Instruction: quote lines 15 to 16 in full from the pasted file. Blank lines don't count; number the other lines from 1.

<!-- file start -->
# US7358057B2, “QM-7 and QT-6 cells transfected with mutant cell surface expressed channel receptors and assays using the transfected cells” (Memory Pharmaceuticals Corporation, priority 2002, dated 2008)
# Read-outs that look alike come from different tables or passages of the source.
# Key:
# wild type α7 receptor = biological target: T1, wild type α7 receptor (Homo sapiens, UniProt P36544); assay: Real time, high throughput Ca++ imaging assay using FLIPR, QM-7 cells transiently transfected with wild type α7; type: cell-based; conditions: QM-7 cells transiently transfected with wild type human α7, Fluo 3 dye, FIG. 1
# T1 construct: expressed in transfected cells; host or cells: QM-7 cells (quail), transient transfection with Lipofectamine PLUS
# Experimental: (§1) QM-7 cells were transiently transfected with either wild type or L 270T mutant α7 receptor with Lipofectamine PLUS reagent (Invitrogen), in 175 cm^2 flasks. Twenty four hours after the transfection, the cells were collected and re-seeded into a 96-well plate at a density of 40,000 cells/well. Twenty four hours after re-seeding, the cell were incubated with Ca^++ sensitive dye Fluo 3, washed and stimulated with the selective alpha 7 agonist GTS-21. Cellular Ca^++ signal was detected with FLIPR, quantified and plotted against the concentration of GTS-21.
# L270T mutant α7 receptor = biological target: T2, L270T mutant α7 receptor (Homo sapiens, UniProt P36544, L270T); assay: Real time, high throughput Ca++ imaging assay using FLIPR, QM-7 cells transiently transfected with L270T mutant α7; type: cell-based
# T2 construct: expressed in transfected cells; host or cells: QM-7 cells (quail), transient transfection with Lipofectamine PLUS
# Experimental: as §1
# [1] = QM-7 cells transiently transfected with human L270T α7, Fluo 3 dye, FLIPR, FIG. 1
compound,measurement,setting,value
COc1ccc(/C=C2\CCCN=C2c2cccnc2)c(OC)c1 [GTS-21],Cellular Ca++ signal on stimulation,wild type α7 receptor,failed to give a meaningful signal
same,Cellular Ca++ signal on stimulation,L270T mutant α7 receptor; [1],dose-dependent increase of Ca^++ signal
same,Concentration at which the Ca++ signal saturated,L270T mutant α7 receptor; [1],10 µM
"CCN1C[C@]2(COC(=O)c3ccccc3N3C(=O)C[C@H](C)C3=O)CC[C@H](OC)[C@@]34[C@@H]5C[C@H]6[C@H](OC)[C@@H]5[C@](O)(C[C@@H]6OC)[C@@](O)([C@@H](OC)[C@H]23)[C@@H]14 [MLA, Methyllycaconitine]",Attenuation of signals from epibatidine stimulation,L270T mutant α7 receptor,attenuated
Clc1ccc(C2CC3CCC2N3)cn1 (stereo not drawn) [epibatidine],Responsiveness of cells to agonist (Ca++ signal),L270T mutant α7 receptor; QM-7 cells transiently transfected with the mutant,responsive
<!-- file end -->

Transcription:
"CCN1C[C@]2(COC(=O)c3ccccc3N3C(=O)C[C@H](C)C3=O)CC[C@H](OC)[C@@]34[C@@H]5C[C@H]6[C@H](OC)[C@@H]5[C@](O)(C[C@@H]6OC)[C@@](O)([C@@H](OC)[C@H]23)[C@@H]14 [MLA, Methyllycaconitine]",Attenuation of signals from epibatidine stimulation,L270T mutant α7 receptor,attenuated
Clc1ccc(C2CC3CCC2N3)cn1 (stereo not drawn) [epibatidine],Responsiveness of cells to agonist (Ca++ signal),L270T mutant α7 receptor; QM-7 cells transiently transfected with the mutant,responsive